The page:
Better World Economic Outlook in Short Term, IMF Report Says
Friedland, Jonathan, American Banker
Better World Economic Outlook In Short Term, IMF Report Says
WASHINGTON -- Falling oil prices and lower interest rates will boost global economic growth, keep inflation low, and improve world trade for the rest of the decade, according to the latest world economic forecast by the International Monetary Fund.
The brighter economic outlook, however, will not lift annual growth rate back to the levels of the 1960s and will look good only in comparison with the dismal record of the early 1980s, the IMF said.
Third World per capita incomes will be virtually unchanged in 1986 from their levels at the beginning of the decade, the IMF added.
In a revision of its annual World Economic Outlook, released as the 22 finance ministers of the policymaking IMF/World Bank interim committee meet in closed session here, the 149-member-nation IMF predicts an industrial country growth rate of 3% this year.
For oil-importing developing countries, economic output should improve 4.75% this year. Meanwhile, oil exporters, including heavily indebted Mexico, which have been buffeted by a 60% decrease in the price of oil since the end of 1985, will see their economic growth rates grind to a halt, according to the forecast.
The IMF said that global inflation rates will remain low, and world trade, which dropped off steeply in 1985, should revive as a result of cheaper money and the plummeting price of oil.
Nevertheless, this improved outlook will not translate into Third World growth rates that can keep pace with population growth, nor will it mean a significant lessening of the developing nations' $900 billion foreign debt.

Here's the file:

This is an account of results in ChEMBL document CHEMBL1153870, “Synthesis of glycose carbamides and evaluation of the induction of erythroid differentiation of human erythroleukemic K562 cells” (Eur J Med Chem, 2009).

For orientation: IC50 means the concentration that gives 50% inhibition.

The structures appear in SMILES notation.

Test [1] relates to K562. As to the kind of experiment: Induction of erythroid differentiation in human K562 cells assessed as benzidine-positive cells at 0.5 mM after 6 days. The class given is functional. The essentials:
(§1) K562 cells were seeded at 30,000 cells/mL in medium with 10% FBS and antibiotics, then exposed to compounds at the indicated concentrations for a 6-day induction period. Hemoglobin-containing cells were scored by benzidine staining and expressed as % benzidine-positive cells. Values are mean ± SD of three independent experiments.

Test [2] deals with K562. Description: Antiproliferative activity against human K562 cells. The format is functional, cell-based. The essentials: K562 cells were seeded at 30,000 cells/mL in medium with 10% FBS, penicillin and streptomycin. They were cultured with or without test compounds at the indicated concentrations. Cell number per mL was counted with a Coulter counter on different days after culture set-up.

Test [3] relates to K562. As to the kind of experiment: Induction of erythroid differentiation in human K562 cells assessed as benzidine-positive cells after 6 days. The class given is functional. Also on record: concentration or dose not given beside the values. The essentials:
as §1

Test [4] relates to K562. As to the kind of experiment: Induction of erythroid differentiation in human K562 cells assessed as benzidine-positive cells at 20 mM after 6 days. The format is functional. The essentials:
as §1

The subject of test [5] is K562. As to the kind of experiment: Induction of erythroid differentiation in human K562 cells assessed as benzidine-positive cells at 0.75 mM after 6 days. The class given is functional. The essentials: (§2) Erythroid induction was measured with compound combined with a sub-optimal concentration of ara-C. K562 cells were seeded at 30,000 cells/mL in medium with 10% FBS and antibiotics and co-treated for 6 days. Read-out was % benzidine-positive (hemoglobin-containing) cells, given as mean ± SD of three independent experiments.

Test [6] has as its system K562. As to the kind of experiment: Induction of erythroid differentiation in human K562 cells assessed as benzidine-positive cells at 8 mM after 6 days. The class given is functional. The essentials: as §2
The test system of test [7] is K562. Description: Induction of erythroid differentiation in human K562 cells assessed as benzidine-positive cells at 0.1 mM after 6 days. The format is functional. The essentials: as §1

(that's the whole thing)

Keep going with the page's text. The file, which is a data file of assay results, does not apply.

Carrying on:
The picture painted is one of a global economy that has returned to sustained, noninflationary growth in most of the world -- but whose improvements are still fragile and subject to reversals. The IMF warned that "considerable uncertainties exist concerning the international ecomomic environment," such as currency movements, the path of interest rates and oil prices, and the scope and impact of efforts to curb the United States' budget deficit.
The IMF called on the industrial nations to continue efforts to reduce their budget deficits, to avoid moves toward trade protectionism that can further hinder world commerce, and to build on the foundations of international cooperation.
Expansionary Fiscal Policy Could Spell Trouble
It cautions western European countries and Japan against picking up the slack from slower U.S. growth rates by following a more expansionary fiscal policy that might reignite earlier economic problems with inflation. …